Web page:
In a campaign season where the small number of contested races has only been outdone by the seemingly smaller level of disagreement on the issues between opponents, Berryville’s two Clarke County School Board contestants drew clear differences between themselves on a number of issues last night.
Approximately 30 voters attended the second evening debate sponsored by the Northern Shenandoah Tea Party at Camino Real restaurant in Berryville last night. Berryville district School Board incumbent Jeniffer Welliver and challenger Jim Brinkmeier began differentiating their positions from the very beginning of the debate.
“I entered the School Board race because there were some things that were alarming to me,” Brinkmeier said in his opening statement. “I did not like the constant arguing and bickering. It seemed like there was a lack of trust. The test scores are a big concern for me. Retention issues are also a problem now for the school system. Recruiting. And it just goes on and on,” Brinkmeier said. “I really felt like we have lost focus on academics. The new school is important and I applaud everyone’s effort in getting the new school built. But we really have to stay focused on what’s really important and that’s what’s being taught in the classroom and what’s not being taught. And I think that the test scores are a good reflection of that.”
Brinkmeier also said that he believes in a strong vocational program, but that CCPS currently does not have a strong program saying that the current vocational course offerings are not effective in providing students with a living wage once they graduate from high school and that corporate partnerships need to be part of the vocational training solution.
“Who better to coach, train and mentor our kids than corporations and business people that have the experience?” Brinkmeier asked those present.
“I have a tendency to take a little offense when we’re told that we don’t have a good career and technical program when we do,” Welliver responded citing instructor Ed Novak’s career and technical guidance program which includes a popular robotics curriculum. “We are in partnership with Lord Fairfax Community College and students can take advantage of what they have to offer as well.”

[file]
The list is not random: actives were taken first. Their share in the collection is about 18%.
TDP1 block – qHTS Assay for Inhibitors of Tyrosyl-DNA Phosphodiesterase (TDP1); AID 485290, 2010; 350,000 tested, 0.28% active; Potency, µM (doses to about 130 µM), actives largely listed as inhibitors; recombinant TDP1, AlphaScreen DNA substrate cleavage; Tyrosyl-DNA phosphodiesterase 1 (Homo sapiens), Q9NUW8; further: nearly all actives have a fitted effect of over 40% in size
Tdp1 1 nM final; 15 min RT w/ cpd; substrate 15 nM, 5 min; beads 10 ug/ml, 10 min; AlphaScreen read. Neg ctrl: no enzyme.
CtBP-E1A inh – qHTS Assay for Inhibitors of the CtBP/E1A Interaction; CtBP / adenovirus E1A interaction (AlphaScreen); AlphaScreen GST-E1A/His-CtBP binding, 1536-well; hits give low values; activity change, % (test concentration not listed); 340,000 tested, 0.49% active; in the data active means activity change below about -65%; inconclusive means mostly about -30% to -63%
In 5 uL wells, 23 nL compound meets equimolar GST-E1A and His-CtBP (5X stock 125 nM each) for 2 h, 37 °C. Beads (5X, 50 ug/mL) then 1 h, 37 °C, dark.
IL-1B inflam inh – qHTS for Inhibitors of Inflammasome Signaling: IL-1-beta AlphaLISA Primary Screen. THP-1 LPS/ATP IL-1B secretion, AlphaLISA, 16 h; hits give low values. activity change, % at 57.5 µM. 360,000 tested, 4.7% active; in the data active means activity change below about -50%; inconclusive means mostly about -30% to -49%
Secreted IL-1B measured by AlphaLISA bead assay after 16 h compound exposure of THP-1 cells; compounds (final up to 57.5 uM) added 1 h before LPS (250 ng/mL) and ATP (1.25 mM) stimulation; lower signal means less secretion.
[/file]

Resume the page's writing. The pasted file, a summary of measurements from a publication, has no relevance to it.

“I ran four years ago because there was quite a bit of turmoil in this county,” Welliver said on her opening statement. “It was a hotbed of political activity between the Board of Supervisors and the School Board. I greatly appreciate the work that our Supervisors do. I know that we sometimes go head to head over money, but I very much appreciate their standards in keeping this county what it is.”
“But we do have to come up with creative ways to get money,” Welliver continued. “We also have to ask our state and federal legislators to help us by reducing the unfunded mandates. Last year it was Physical Education. I think that they wanted us to provide 150 minutes of PE per week. If that’s done then something’s got to go. You have to have more PE space and more PE teachers. Stuff sounds great when you’re in Richmond – just remember that. As stuff comes down from Richmond, someone’s got to pay for it. And guess who’s not paying for it? Richmond. So it falls on the Supervisor’s backs. Then the Supervisor’s say ‘We’re not raising taxes’. So then it comes to the schools. Then the schools end up having to cut things in order to preserve the core classes. And then the schools end up not meeting the requirements of the state.”
“You hear about declining test scores,” Welliever said. “What certain people have been putting out in the public, and I’m afraid that my friend [Brinkmeier] has gotten some of that and not the whole story. Our teachers are chasing SOL scores, SAT scores, and AYP. “
“The SAT scores went down an average of 17 points in math. In taking the SAT test, a 17 point shift can be caused from two questions answered wrong.”
Welliver also attributed some of the decline in SAT scores to more students in the lower academic range of the school system taking the test in order to go to college.
“We have spent the last four years building the school and focusing primarily school construction. So my hope is that whoever wins the election, whether it’s Mr. Brinkmeier or myself, will move toward creating a unified plan for how we are going to balance our advanced classes and our career and technical classes.”
However, when asked why the School Board had dedicated two work sessions on reviewing both advanced education offerings and vocational offerings yet elected to avoid substantive discussions about the advanced education – vocational offering at a planned day-long planning meeting, Welliver responded:
“Those items had already been discussed. The planning meeting was supposed to be about trying to put together a plan based on the information that we had already heard in those two meetings that we had already heard in numerous other School Board meetings. Test scores were not supposed to be a part of that meeting. We had already talked about those. We were in a different kind of meeting at that time. If you keep trying to rehash, as I believe in that meeting… I mean the purpose of trying to bring up the test scores again, which we had already discussed ad nauseum, we were talking about where to go from there to improve the scores, not the root of the problem again. We needed to go from the root of the problem. So that’s why that wasn’t allowed on that agenda because that’s not what that meeting was supposed to be about. Rehashing something that we had already discussed at several other meetings was not the point of the meeting.”